Tanox Inc. received a $12.8 million milestone payment from Genentech Inc. as a result of the asthma drug Xolair (omalizumab) hitting U.S. sales of more than $300 million in 2005.

It is the second time this month that Xolair has been in the news. South San Francisco-based Genentech said earlier it was stopping a 150-patient trial in peanut allergy because of severe reactions in patients given small amounts of peanut protein. The safety issue was not related to the drug, but does bring up concerns over whether Xolair will be further developed for peanut allergy - a condition with serious consequences for which there is no approved treatment.

"Just because this particular trial has been stopped doesn't mean the entire Xolair program for peanut allergies has been stopped," said Steve Sievert, Tanox's director of investor relations and corporate communications, who added that Houston-based Tanox and its partners "remain committed" to the program.

Tara Cooper, a spokeswoman for Genentech, concurred, saying the company intends to meet with the FDA next quarter to determine a path forward. "We do plan to continue development for peanut allergy," she said.

Tanox receives a range of 8 percent to 12 percent on Xolair's worldwide net sales, as well as various milestone payments - all part of a cross-licensing agreement with Genentech. The $12.8 million milestone payment to Tanox was for Xolair sales surpassing a pre-specified tier of $300 million. It earned $320.6 million in 2005, a 71 percent increase over 2004.

"There are other milestones that we have to achieve," Sievert said. "However, this milestone based on Xolair reaching an annual sales threshold is a one-time event."

Tanox recorded the payment as fourth-quarter revenue. It may be entitled to milestones related to the peanut allergy indication, as well.

Only 27 patients were enrolled, and only 14 had completed testing with Xolair when the Phase II trial was discontinued, Cooper said. The trial was stopped due to severe "hypersensitive reactions" in patients during the oral food challenge screening process. None of those concerned were administered Xolair, Cooper said, confirming that the safety issues had to do with the trial itself, not the drug.

Why would Genentech pursue such a small indication for Xolair?

"There's a large unmet need," Cooper said. "We're developing it in hopes of meeting that unmet need."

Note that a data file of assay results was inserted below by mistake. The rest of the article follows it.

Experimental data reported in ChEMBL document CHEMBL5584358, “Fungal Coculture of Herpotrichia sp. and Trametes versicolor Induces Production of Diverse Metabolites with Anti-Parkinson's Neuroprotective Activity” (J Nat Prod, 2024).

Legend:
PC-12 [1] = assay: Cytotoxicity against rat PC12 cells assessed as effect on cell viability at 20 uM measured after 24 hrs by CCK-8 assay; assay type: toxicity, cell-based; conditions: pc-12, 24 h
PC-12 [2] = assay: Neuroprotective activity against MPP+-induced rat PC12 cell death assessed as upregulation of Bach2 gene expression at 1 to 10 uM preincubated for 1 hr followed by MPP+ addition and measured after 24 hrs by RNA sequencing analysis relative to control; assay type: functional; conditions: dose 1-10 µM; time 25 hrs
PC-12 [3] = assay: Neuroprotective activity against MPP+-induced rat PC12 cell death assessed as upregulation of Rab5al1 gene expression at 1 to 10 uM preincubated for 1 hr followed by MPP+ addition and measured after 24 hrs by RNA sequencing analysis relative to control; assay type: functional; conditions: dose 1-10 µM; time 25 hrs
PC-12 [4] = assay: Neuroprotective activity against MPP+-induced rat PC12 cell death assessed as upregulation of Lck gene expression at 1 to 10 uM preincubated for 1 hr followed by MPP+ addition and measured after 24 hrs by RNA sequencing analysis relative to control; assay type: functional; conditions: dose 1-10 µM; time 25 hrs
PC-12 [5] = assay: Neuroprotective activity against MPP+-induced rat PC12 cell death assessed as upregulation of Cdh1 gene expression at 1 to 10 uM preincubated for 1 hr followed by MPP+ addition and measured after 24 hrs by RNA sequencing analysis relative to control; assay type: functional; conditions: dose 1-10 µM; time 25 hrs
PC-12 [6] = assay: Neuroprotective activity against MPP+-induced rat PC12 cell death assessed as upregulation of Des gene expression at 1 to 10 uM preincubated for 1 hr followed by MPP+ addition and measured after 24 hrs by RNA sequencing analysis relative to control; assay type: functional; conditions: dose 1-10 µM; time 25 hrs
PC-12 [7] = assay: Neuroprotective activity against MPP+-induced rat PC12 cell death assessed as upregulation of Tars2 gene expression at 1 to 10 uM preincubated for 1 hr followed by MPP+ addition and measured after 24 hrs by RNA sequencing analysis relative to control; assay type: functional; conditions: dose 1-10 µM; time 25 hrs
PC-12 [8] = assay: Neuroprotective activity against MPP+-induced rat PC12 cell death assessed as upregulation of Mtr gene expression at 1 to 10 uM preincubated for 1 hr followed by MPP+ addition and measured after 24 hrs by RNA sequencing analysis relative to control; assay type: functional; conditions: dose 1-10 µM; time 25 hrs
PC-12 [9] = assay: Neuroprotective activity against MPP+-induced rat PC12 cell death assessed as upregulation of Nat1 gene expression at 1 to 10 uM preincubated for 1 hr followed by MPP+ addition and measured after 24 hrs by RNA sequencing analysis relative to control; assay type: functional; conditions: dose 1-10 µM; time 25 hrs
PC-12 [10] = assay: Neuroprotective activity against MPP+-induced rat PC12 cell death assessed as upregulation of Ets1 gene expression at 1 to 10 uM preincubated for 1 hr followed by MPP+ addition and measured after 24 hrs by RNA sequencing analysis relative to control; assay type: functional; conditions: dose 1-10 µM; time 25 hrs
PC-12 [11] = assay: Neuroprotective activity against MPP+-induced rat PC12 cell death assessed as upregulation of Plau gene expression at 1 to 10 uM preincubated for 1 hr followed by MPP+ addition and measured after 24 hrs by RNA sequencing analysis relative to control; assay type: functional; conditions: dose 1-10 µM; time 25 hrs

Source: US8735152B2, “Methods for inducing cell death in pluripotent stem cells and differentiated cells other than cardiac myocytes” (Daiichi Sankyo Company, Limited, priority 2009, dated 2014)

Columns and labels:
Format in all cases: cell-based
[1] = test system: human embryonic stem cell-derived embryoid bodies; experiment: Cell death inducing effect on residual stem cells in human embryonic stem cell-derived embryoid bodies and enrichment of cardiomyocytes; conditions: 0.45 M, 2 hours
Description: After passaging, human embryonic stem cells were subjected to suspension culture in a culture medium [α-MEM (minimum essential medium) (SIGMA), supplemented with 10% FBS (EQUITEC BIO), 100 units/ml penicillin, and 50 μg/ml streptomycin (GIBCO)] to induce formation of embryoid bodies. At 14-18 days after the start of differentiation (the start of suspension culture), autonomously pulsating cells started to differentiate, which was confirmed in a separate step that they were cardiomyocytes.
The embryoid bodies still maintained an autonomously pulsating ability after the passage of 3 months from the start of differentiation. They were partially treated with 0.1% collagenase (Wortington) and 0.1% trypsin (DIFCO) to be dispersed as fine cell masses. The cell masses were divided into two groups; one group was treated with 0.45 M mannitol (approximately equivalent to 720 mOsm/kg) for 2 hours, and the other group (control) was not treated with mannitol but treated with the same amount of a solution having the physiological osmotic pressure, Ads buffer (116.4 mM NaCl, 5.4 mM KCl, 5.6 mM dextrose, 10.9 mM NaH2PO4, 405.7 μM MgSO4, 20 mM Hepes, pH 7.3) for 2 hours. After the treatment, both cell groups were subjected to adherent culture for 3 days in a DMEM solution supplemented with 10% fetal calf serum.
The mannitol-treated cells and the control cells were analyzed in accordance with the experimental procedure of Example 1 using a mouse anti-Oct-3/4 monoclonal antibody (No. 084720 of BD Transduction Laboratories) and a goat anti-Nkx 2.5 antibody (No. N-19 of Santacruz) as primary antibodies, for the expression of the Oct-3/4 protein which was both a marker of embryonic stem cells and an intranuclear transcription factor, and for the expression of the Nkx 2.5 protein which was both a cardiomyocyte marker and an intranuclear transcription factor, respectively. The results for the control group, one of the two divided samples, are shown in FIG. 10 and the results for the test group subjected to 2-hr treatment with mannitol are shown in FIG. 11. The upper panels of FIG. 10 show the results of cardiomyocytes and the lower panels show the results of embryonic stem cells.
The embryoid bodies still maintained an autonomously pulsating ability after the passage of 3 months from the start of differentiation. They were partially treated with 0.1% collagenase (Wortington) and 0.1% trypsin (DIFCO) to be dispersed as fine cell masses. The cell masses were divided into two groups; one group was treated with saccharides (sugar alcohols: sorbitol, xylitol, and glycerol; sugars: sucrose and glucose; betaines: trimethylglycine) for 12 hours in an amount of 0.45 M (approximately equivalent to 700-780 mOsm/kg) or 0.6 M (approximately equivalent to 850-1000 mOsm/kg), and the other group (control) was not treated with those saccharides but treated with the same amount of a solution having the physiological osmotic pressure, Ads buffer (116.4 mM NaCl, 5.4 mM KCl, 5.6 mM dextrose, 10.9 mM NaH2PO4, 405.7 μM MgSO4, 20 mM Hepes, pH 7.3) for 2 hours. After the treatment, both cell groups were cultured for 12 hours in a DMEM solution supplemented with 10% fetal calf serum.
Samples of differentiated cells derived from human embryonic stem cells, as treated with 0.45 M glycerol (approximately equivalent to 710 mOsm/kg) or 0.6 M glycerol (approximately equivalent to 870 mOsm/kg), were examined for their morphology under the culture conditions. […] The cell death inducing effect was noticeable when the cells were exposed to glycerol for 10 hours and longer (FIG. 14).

The market size is measurably different from asthma, a chronic inflammatory lung disease that affects about 20 million Americans. At the time of its FDA approval for asthma in June 2003, analysts expected Xolair to make $600 million at its peak in 2008.

In contrast, peanut allergy affects about 1.5 million Americans, and would offer Genentech, Tanox and marketing partner Novartis Pharma AG, of Basel, Switzerland, a fraction of the asthma revenues. Yet, if it showed efficacy in clinical trials, it could become a meaningful medicine for those with a peanut allergy, who can fall into a fatal anaphylactic shock from ingesting a trace amount of peanut flour or oil. About 50 to 100 Americans die annually from accidental exposure.

Tanox previously had developed its own peanut allergy product, TNX-901, which showed positive results in an 80-patient Phase II trial. The drug, however, was dropped following lawsuits between Tanox, Novartis and Genentech. An arbitration panel decided that despite TNX-901's promise, Tanox could not pursue its own molecule. (See BioWorld Today, April 8, 2005.)

The focus instead turned to Xolair, which, like TNX-901, blocks the production of circulating IgE.

While Tanox still holds the rights to TNX-901, it "would not be brought back into development" unless Xolair failed to show safety and efficacy in treating peanut allergy, Sievert said.

Xolair works by binding to IgE antibodies in the blood, preventing them from binding to mast cells, thereby inhibiting the release of chemicals that cause inflammatory responses.

IgE antibodies are a key protein involved in the allergic cascade, which leads to asthma or allergy signs and symptoms, such as bronchial constriction, coughing and wheezing.

The gross milestone payment to Tanox was $20 million, but $7.2 million is payable to its former attorneys under the arbitration ruling. Tanox plans to use its $12.8 million share to offset a portion of its research and development expenditures. The company is developing TNX-355, a viral-entry inhibitor antibody, for HIV/AIDS, which has shown significant antiretroviral activity in Phase II testing.

Tanox's stock (NASDAQ:TNOX) rose 7 cents Monday to close at $17.11, while Genentech's stock (NYSE:DNA) dropped $1.55, to end the day at $85.62.

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